Will a Macken heed a Geordie? The need for a bottom up, not a top down process. 

One of the very legitimate concerns that arose from a previous piece is that someone living in Sunderland would not take very kindly to being dictated to from a Parliament in Newcastle. The same would be said about Liverpool and Manchester, Ipswich and Norwich, Portsmouth and Southampton. As such, it is vital that any regional assembly process is a bottom-up process, including consultation with local people about what they want from a regional assembly and from where they felt comfortable being governed.

The proposed Yorkshire and Humberside region provides a perfect example of how this could work. It is unlikely that someone from Newcastle would want to be ruled by Sunderland or vice versa, yet could the people of Sunderland and Newcastle compromise that Middlesbrough could be their seat of government? It would certainly provide a fantastic opportunity to regenerate an area let down by consecutive Tory Governments and damaged by the loss of the steel industry. No? Well what about Leeds or York? The same could be said for Southampton and Portsmouth. If it is unlikely that they can decide between each other as the seat of government, why not take the opportunity to get city status for Bournemouth or regenerate the local economy in Poole?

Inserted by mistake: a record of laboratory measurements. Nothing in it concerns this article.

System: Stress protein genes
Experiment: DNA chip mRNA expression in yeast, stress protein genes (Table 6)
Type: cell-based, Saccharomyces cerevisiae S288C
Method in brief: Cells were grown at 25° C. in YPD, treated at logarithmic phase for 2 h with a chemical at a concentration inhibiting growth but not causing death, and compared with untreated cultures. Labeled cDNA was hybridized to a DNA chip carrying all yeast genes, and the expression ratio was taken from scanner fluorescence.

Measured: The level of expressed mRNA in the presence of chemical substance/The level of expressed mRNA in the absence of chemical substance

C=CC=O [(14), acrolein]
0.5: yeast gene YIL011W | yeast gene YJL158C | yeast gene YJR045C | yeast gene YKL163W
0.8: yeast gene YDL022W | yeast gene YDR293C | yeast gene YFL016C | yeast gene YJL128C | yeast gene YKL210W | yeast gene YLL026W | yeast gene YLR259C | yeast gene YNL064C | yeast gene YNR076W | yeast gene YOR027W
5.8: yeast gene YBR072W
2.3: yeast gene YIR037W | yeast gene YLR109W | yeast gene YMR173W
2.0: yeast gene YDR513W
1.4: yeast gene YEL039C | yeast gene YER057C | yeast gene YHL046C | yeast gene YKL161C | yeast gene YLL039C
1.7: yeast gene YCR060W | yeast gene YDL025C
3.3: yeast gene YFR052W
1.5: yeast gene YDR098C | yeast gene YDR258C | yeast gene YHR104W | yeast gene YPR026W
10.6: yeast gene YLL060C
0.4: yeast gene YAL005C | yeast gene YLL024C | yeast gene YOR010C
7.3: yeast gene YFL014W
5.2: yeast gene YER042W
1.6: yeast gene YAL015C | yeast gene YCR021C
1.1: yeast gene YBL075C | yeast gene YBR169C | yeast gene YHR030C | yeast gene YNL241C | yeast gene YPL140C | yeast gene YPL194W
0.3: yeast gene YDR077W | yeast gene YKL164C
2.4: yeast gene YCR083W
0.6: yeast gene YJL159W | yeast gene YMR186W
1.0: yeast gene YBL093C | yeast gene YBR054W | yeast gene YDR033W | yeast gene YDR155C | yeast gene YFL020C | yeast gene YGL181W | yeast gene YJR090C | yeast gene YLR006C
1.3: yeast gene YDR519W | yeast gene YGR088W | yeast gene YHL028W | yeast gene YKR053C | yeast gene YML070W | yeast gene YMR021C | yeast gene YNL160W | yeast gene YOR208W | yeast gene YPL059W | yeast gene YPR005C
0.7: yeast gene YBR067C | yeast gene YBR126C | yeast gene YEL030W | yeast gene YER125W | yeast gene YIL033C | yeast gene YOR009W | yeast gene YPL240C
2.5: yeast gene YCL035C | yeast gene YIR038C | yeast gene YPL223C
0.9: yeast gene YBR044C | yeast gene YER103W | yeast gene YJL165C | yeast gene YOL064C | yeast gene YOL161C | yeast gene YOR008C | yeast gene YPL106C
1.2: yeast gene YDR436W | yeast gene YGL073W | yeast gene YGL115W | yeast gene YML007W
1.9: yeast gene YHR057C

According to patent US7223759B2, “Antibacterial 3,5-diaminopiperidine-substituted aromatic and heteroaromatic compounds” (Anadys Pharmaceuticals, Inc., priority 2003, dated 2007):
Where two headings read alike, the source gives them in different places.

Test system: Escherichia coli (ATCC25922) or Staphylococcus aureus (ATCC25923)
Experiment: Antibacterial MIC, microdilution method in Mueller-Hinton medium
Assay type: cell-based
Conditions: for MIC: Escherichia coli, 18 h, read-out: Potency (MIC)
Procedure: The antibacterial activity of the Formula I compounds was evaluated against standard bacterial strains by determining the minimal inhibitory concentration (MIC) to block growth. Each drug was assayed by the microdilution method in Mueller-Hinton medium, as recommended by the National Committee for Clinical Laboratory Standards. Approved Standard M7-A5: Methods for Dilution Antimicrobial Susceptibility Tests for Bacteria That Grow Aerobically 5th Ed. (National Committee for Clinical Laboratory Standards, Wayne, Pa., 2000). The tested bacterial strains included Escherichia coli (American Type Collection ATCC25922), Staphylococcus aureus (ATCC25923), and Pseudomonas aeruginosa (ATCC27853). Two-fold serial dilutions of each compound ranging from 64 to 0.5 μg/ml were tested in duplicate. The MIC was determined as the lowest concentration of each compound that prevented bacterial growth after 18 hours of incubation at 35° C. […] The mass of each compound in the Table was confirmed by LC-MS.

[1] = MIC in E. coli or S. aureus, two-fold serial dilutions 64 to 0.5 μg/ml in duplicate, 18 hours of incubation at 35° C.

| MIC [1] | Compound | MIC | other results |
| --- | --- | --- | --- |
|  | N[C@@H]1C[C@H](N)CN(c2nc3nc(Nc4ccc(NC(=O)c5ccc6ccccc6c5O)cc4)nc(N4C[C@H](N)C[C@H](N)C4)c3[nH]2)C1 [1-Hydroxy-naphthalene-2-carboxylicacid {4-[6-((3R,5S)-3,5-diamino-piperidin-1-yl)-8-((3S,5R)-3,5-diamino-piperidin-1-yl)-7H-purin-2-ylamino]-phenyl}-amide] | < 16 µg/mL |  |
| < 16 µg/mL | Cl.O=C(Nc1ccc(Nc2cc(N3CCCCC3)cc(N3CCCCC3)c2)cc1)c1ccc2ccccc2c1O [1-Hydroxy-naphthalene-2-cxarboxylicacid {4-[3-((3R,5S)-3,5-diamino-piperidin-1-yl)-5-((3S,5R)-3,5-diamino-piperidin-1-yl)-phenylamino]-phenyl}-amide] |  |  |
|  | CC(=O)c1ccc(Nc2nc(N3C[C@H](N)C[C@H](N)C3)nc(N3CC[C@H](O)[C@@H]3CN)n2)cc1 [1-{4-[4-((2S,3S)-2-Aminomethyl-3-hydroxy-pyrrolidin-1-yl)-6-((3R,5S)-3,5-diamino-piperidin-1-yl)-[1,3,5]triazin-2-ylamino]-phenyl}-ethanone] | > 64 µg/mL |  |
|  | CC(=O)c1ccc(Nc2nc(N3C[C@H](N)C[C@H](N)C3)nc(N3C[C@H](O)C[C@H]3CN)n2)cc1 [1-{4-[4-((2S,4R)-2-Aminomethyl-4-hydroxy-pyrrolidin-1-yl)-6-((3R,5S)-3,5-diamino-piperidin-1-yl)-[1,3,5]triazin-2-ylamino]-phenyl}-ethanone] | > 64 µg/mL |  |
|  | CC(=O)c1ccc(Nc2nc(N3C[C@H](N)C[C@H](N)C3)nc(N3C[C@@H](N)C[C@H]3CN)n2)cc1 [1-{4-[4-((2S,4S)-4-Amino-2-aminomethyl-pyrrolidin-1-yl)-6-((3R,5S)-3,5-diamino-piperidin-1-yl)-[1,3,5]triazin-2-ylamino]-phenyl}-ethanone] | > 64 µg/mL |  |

Whatever the situation, regional governance presents a fantastic opportunity to regenerate local economies and provide mass infrastructure to areas left behind. And that is before a single debate is held in their chambers. Not only would these structures give English people a voice, it would vastly improve their local areas in the process.